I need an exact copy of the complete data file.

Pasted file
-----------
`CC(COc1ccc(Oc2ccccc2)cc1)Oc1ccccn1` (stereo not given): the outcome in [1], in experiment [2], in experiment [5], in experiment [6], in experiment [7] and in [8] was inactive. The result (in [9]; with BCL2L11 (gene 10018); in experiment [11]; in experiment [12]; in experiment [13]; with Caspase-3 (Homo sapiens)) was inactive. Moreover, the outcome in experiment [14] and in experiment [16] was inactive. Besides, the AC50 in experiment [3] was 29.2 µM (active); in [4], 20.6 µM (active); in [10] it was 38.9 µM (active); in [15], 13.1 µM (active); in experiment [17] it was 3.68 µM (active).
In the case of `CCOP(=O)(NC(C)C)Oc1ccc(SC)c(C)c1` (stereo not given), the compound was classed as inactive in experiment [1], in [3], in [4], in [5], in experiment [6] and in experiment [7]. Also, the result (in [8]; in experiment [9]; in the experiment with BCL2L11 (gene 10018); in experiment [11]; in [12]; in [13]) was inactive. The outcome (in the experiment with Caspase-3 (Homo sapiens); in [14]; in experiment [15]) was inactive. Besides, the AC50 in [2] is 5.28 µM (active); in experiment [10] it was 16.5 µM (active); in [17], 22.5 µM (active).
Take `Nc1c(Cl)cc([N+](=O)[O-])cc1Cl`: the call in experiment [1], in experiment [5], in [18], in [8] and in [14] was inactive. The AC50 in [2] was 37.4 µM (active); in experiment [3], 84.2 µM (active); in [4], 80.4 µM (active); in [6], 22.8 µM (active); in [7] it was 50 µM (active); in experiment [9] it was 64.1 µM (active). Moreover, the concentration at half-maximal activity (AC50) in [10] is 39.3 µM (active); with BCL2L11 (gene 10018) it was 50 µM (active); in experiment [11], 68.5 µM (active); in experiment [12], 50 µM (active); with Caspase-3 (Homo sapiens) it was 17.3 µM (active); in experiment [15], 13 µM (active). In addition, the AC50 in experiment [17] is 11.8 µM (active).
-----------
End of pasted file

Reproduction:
`CC(COc1ccc(Oc2ccccc2)cc1)Oc1ccccn1` (stereo not given): the outcome in [1], in experiment [2], in experiment [5], in experiment [6], in experiment [7] and in [8] was inactive. The result (in [9]; with BCL2L11 (gene 10018); in experiment [11]; in experiment [12]; in experiment [13]; with Caspase-3 (Homo sapiens)) was inactive. Moreover, the outcome in experiment [14] and in experiment [16] was inactive. Besides, the AC50 in experiment [3] was 29.2 µM (active); in [4], 20.6 µM (active); in [10] it was 38.9 µM (active); in [15], 13.1 µM (active); in experiment [17] it was 3.68 µM (active).
In the case of `CCOP(=O)(NC(C)C)Oc1ccc(SC)c(C)c1` (stereo not given), the compound was classed as inactive in experiment [1], in [3], in [4], in [5], in experiment [6] and in experiment [7]. Also, the result (in [8]; in experiment [9]; in the experiment with BCL2L11 (gene 10018); in experiment [11]; in [12]; in [13]) was inactive. The outcome (in the experiment with Caspase-3 (Homo sapiens); in [14]; in experiment [15]) was inactive. Besides, the AC50 in [2] is 5.28 µM (active); in experiment [10] it was 16.5 µM (active); in [17], 22.5 µM (active).
Take `Nc1c(Cl)cc([N+](=O)[O-])cc1Cl`: the call in experiment [1], in experiment [5], in [18], in [8] and in [14] was inactive. The AC50 in [2] was 37.4 µM (active); in experiment [3], 84.2 µM (active); in [4], 80.4 µM (active); in [6], 22.8 µM (active); in [7] it was 50 µM (active); in experiment [9] it was 64.1 µM (active). Moreover, the concentration at half-maximal activity (AC50) in [10] is 39.3 µM (active); with BCL2L11 (gene 10018) it was 50 µM (active); in experiment [11], 68.5 µM (active); in experiment [12], 50 µM (active); with Caspase-3 (Homo sapiens) it was 17.3 µM (active); in experiment [15], 13 µM (active). In addition, the AC50 in experiment [17] is 11.8 µM (active).